There is no magic trick that can get the momentum on your side or break the downward spiral going the other way. The best advice I’ve heard on the subject is to stay the course. Keep doing the things that got you to where you are and put faith in your training program. Racing is a continuous cycle of ups and downs. For the riders who are struggling, keep in mind that the night is always darkest before the dawn—that is, unless you live in Alaska in the winter. For riders like Justin Barcia or Josh Grant, they might want to hop on the nearest dogsled and head south.

If you make it to Laguna Beach, stop in an visit Tommy and the gang at Troy Lee Designs’ boutique/museum.
If you make it to Laguna Beach, stop in an visit Tommy and the gang at Troy Lee Designs’ boutique/museum. Photo: DC


I spoke with Red Bull KTM’s Dean Ferris this week for Motoonline.com.au, and I’ve been making some jokes in my column about team manager Roger DeCoster plunking in a tape of his former rider Greg Albertyn riding supercross and telling Dean “don’t do this” as clip after clip shows Albee cartwheeling through the air.

Turns out that I wasn’t far off. Dean indeed confirmed to me that Roger’s first words to him were “Don’t get hurt in supercross.” Ferris, a GP winner last year and a real revelation at the Motocross of Nations, confirmed that his introduction to supercross hasn’t gone perfectly, but he’s also been battling an illness that leaves him unable to practice much. There’s little doubt that Ferris will be a frontrunner come this season’s motocross series and, unlike Albee many times, needs to just take it easy in supercross and not coming into the motocross series with an injury.

“I’ve been basically just spacing out and riding by myself. It’s not what I want to do, but at the same time I’m stuck between a rock and a hard place,” Ferris said. “I’ve never been average at anything in my life. It’s kind of hard to swallow, and I’m not here for just three or four seasons or whatever. I do expect myself to do better. I’m kind of bummed out when I don’t do that well.”

I think Ferris has been okay. He wants more, of course, but I think a lot of Southern California fans might be wondering who this #111 is come Glen Helen when he’s racing up at the front.

If you want to read the complete interview go here.

A fine piece of dirt track vintage/art
A fine piece of dirt track vintage/art Photo: DC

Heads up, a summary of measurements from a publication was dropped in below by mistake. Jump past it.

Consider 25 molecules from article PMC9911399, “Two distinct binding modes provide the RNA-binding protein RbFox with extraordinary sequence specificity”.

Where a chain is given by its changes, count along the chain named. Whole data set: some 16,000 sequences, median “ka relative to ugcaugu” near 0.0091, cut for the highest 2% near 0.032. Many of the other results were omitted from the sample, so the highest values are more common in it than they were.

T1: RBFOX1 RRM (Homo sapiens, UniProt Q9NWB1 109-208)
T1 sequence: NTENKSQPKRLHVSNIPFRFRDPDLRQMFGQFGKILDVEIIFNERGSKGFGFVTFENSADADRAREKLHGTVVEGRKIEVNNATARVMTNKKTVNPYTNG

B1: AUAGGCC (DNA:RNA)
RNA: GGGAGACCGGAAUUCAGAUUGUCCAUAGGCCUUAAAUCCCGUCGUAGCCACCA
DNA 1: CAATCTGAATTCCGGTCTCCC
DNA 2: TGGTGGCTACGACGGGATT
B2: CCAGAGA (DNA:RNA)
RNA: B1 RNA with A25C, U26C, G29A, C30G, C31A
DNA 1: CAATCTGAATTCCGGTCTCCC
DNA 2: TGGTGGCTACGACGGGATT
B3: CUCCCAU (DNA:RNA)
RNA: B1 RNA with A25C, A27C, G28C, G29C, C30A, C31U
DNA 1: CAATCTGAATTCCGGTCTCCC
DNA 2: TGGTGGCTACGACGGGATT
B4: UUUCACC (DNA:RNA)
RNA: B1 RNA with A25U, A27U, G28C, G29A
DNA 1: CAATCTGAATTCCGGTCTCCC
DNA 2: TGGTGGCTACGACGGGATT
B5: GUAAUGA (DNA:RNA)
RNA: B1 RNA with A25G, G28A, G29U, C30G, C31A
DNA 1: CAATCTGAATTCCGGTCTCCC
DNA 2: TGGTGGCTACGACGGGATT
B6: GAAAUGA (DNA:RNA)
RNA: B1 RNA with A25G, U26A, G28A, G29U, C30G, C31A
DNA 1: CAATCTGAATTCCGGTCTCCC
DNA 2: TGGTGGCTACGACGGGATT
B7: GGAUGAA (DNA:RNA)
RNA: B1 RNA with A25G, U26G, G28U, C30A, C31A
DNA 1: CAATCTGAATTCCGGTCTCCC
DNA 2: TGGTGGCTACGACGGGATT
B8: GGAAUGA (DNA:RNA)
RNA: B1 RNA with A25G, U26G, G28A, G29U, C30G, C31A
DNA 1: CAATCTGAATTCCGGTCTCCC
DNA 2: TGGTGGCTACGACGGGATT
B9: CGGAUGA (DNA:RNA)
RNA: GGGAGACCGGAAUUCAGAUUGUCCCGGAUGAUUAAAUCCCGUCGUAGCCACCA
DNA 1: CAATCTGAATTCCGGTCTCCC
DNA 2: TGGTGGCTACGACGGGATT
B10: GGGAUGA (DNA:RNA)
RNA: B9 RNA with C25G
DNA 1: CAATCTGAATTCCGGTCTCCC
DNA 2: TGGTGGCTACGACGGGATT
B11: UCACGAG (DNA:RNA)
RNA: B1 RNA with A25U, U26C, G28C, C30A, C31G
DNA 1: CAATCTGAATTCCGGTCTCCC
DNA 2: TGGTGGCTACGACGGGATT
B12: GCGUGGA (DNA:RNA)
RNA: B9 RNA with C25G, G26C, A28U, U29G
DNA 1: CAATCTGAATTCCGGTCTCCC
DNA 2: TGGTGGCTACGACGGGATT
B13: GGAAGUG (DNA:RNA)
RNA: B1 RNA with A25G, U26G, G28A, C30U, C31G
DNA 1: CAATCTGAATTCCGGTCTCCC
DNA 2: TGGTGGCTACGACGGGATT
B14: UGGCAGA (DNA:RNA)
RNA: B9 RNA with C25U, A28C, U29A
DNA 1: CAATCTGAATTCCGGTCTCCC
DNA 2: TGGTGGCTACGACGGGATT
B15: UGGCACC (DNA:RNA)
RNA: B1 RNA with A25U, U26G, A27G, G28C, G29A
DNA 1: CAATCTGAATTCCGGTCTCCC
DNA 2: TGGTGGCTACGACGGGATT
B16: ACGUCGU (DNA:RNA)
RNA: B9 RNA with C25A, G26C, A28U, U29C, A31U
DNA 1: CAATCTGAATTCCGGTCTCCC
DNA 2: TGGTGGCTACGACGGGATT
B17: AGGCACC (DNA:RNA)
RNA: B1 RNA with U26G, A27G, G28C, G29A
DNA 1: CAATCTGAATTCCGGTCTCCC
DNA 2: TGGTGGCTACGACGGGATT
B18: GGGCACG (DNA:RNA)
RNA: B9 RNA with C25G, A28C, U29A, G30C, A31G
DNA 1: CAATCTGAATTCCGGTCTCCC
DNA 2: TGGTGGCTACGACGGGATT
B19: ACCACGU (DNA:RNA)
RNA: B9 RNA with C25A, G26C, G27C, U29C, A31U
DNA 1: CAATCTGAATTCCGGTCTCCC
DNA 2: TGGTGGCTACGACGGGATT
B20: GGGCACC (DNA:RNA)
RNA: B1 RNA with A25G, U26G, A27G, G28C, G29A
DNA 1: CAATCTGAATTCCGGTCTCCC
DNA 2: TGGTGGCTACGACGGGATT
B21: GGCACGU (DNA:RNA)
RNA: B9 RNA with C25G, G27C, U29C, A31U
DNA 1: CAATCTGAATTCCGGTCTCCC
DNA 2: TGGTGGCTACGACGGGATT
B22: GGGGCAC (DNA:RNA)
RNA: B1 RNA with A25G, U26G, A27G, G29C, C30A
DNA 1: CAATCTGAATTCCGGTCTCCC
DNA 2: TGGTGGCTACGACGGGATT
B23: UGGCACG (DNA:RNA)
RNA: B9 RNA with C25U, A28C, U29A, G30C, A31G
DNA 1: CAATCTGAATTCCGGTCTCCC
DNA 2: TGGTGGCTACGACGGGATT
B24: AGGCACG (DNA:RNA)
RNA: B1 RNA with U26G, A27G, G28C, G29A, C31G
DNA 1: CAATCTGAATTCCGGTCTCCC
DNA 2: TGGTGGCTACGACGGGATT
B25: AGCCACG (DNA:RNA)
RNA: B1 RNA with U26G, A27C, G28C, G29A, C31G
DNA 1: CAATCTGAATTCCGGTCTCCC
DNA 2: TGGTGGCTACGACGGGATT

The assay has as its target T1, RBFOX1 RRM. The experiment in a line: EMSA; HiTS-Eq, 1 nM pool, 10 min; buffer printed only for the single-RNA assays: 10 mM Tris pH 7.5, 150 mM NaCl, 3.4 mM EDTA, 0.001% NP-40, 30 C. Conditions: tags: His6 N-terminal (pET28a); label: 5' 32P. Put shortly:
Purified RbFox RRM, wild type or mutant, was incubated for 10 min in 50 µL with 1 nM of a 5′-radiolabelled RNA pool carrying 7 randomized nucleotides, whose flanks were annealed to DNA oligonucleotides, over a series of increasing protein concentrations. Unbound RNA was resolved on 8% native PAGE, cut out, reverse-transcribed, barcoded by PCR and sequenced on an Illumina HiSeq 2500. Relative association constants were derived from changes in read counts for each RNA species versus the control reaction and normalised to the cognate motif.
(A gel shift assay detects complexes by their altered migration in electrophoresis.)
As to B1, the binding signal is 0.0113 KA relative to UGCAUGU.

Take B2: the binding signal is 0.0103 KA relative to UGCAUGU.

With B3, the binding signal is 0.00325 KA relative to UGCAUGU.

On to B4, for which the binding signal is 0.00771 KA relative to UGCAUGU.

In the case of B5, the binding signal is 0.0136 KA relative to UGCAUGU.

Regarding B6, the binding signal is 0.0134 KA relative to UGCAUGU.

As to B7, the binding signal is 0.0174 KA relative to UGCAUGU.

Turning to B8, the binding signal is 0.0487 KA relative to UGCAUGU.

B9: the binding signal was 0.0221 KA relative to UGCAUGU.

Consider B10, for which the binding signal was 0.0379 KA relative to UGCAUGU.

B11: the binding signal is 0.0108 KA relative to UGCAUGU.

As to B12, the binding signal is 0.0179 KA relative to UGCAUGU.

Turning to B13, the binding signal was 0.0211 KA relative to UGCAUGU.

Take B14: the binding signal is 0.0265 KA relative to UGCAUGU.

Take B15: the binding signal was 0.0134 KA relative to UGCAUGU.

Valentin Shines in Anaheim

“For the third and last round of the US Supercross Championship in Anaheim, Valentin Teillet did his best performance of the season, even if his result in the main event – fifteen – doesn’t reflect his performance.”

Man sneaks pig disguised as baby into sporting event

Wire story about an Australian cricket fan who tried to sneak his pig into a match.

Photo: DC
Photo: DC
Photo: DC
Photo: DC
Just a few of the legendary lids on the shelves at 100% in San Diego.
Just a few of the legendary lids on the shelves at 100% in San Diego. Photo: DC


Rumors have been floating that Jason Anderson might race a 350 or 450 at East Region races this year, but we asked Rockstar Energy Drink team manager Dave Gowland and he said no, that’s not going to happen.

It’s never to soon to start thinking about the outdoors, and with the opening round of the 2014 Lucas Oil Pro Motocross Championship a little over three months away, you might want to line up some tickets! The series starts at Glen Helen Raceway on May 24, and plans are already being made for another epic track, amateur racing and more. Tickets are available now online right here.

The TLD lids for this weekend.
The TLD lids for this weekend. Photo: TLD
The TLD lids for this weekend.
The TLD lids for this weekend. Photo: TLD
Photo: TLD

Looks like Derek Howerton is up against Justin Barcia in a whip contest on Brotocross.com.

Here's a win for off-road access and recreational OHV users and their families.

Midwest Vintage MX has released their 2014 Series Schedule:

*Round 1 – April 27th – Mustang Sally’s – South Bend Indiana

Round 2 & 3 – May 17th & 18th – Wabash MC – Wabash Indiana

*Round 4 – June 8th – KI Tracks – Oregon Illinois

Round 5 & 6 – June 28th & 29th – CMJ – Hixton Wisconsin

*Round 7 – July 20th – MC Motopark – Mt. Carroll Illinois

Round 8 & 9 – August 23rd & 24th – Joliet MX – Joliet Illinois

Round 10 & 11 – September 27th & 28th – Byron Motosports Park – Byron Illinois

*Rounds 1, 4 & 7 will be DOUBLE POINTS EVENTS

Photo: TLD

Plans are underway for the 7th annual Racer X Inter-AM vintage MX race in Boise, Idaho. This year’s commemorative sticker designed by DeCal Works features Maico rider Adolph Weil. The complete lineup of guests is not complete, but we did get confirmation that former MX champion David Bailey will attend! To keep tabs on this year’s event, see photos from previous years, and join in the conversation on Facebook, click here.

That’s it for this week’s Racerhead. Thanks for stopping by. See you at the races.